Thursday, August 11, 2016
Children of BTs and Converts: How They're Really Treated
I posted the link to this article on this blog's Facebook page yesterday but it was too important not to include a brief post about it here.
I can only hope that "Children of Baalei Teshuva / Converts / Something to Think About During These 9 Days"goes viral. Parents need to read this. Potential recruits being missionized by ultra-orthodox kiruv professionals need to read this. The frum world needs to read this. People considering an orthodox conversion need to read this.
In a nutshell, converts are supposed to welcomed into the community. They're not be reminded that they are converts. Baalei teshuvah are also supposedly on a higher level than those who are frum from birth, or FFB, since they supposedly overcame more obstacles and changed their way of life. Regardless, the frum community has always found a way to treat gerim (converts) and BTs (newly religious) with distrust and disdain, allowing and encouraging community members to treat them as if they are second class citizens.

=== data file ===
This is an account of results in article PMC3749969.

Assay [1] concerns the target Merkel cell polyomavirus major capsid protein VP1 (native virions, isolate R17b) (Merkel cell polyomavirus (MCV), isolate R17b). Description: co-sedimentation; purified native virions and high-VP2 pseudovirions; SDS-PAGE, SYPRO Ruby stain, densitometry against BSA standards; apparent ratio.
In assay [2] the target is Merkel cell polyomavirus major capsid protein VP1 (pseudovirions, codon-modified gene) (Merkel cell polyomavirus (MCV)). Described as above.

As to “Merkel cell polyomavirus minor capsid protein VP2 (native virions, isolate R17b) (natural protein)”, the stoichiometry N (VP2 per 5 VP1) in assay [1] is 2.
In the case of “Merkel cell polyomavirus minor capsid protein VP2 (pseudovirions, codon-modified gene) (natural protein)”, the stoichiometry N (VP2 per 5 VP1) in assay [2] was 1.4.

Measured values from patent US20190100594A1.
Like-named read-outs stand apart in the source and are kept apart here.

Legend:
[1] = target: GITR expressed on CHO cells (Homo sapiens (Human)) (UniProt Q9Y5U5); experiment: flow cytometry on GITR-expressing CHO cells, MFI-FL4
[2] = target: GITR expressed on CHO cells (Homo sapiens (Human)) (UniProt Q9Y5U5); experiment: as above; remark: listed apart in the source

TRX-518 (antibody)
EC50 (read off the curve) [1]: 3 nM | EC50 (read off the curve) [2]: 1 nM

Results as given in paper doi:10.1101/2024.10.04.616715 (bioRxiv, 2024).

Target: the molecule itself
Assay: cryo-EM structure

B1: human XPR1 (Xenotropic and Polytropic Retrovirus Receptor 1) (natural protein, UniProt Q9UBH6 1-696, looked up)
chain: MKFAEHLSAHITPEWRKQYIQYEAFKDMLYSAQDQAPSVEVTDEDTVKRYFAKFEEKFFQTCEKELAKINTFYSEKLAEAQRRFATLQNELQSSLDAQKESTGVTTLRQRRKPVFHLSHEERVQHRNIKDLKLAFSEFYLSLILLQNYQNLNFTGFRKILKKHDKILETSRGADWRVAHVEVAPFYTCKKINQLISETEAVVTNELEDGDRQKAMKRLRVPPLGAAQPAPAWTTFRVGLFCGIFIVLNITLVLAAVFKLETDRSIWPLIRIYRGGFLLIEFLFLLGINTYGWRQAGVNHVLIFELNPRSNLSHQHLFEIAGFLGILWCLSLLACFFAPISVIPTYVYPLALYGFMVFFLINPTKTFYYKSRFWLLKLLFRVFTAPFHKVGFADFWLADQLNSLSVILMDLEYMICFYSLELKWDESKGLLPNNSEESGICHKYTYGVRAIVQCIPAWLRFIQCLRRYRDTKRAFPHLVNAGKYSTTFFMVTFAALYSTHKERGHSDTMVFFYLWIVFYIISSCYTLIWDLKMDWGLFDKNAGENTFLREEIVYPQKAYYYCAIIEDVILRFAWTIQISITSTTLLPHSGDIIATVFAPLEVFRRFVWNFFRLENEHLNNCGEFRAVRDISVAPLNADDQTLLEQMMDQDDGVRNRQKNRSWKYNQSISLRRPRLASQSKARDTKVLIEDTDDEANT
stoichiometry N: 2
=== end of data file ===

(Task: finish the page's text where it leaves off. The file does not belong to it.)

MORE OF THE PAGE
The children of BTs and gerim often face social and educational hurdles from a community that once pretended to accept their parents in order to convince them to become frum. Kids are often not accepted into certain schools due to their parents' status as BTs or converts; some children are bullied in the schools that do accept them. Often these children face further social discrimination from orthodox parents who fear that their kids will somehow be negatively influenced by a family that has not always been frum.
I have written about this before on this blog. I have sent articles and queries to other publications about this phenomenon, and about the issues within kiruv. The frum world doesn't want to hear it and the non-orthodox Jewish world doesn't believe it--not until their children are scooped up by the friendly rabbi on campus and indoctrinated into this lifestyle. Read the article. Share that article and others that shed light on what's really going on in the world of kiruv. Let's work together to educate people about the truth behind deceptive ultra-orthodox Jewish outreach.